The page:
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Utah gov considered changing workers health plans

Published on NewsOK Modified: April 24, 2013 at 6:17 pm •  Published: April 24, 2013

SALT LAKE CITY (AP) — Gov. Gary Herbert considered but abandoned a plan to shift government workers from a state-sponsored health plan and into Utah's existing health insurance marketplace for small businesses, a spokeswoman said Wednesday.

The proposal didn't get far.

"It was simply thinking out loud and identifying as a concept to be further explored," said Herbert's spokeswoman Ally Isom.

The idea, however, was similar to one that lawmakers in Washington state are considering to reduce that state's health care costs. Officials there are weighing whether to move some part-time government workers from a state-sponsored health plan to the insurance exchange developed under President Barack Obama's health care law.

Isom said there was no further study of the issue after Herbert floated it during a February address to the conservative American Enterprise Institute in Washington, D.C. She said it's not a path state officials want to pursue for the state's employees and their dependents.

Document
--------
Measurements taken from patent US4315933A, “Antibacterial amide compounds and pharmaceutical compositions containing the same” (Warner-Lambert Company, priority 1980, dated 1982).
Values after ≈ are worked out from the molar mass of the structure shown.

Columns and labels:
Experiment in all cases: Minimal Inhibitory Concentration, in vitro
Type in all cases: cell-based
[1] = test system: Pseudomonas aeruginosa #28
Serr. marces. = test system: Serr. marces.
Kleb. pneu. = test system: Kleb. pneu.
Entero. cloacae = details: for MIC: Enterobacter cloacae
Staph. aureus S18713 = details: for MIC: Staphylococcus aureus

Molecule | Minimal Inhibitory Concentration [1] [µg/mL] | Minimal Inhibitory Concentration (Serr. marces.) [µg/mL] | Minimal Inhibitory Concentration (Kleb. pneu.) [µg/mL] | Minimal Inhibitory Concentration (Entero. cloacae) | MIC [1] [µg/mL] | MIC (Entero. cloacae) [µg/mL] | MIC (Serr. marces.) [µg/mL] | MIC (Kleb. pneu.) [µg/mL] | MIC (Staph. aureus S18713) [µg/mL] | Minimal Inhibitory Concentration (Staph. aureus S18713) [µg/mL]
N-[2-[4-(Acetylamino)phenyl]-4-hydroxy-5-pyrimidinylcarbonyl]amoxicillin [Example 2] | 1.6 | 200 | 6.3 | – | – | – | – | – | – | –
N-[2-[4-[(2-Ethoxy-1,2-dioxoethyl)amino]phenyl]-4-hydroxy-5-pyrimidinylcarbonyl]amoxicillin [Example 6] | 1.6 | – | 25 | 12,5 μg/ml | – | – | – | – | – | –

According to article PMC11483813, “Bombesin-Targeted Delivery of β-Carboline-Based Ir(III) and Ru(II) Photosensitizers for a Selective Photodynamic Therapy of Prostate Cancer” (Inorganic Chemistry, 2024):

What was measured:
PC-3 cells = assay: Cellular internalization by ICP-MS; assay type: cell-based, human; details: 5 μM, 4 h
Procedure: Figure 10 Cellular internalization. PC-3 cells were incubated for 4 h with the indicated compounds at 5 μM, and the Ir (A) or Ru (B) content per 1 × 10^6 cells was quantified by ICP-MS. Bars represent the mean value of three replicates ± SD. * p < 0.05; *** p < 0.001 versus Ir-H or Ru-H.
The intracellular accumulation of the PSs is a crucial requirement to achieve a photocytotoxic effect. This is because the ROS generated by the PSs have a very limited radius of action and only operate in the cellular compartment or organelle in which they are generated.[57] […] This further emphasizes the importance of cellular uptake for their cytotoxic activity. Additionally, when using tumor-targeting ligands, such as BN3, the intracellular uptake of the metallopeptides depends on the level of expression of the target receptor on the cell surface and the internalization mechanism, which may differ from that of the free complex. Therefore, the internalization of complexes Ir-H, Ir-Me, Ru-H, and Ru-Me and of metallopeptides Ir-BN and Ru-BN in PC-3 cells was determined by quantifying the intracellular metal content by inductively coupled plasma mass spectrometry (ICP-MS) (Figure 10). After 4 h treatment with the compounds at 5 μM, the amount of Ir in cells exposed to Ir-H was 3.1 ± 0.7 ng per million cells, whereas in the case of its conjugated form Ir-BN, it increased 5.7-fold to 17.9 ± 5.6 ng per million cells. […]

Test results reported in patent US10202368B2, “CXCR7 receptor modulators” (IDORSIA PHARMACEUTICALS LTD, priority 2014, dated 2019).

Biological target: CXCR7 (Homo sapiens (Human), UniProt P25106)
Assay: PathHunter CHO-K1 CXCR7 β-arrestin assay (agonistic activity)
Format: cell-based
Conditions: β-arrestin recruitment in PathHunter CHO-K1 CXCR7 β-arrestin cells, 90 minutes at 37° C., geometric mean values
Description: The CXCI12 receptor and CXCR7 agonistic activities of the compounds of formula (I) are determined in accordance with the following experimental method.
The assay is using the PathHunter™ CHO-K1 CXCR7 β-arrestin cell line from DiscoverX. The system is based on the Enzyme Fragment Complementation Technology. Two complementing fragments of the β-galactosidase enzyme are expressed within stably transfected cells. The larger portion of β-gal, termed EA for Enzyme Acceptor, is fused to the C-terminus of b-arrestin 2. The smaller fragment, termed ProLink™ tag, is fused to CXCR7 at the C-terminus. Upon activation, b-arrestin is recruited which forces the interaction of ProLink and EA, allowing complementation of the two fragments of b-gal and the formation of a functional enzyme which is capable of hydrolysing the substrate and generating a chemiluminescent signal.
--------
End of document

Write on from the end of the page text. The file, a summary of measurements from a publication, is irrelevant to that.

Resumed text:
"At this point, it's not an option that's on the table for the state of Utah," she said.

States around the country have been deciding whether to run their own insurance exchanges, but for Utah that decision has been unique.

Utah has an existing health insurance marketplace for small businesses, which Herbert wants the state to continue running.

The governor has asked the federal government to set up and run a marketplace for individuals.

The existing marketplace for small businesses, known as Avenue H, has been in place since 2009. The state had previously considered expanding it to individuals, but changed course earlier this year.

During his Feb. 6 speech, Herbert said Utah is looking to expand the Avenue H exchange to "to provide opportunities for all of our state employees to be a part of the health care exchange."

That comment is as far as the issue went, Isom said.

The state of Utah employs more than 23,000 workers and provides health benefits for more than 19,000 of them, said Utah Department of Human Resource Management spokesman Winston Inoway.

Those numbers do not include higher education employees.


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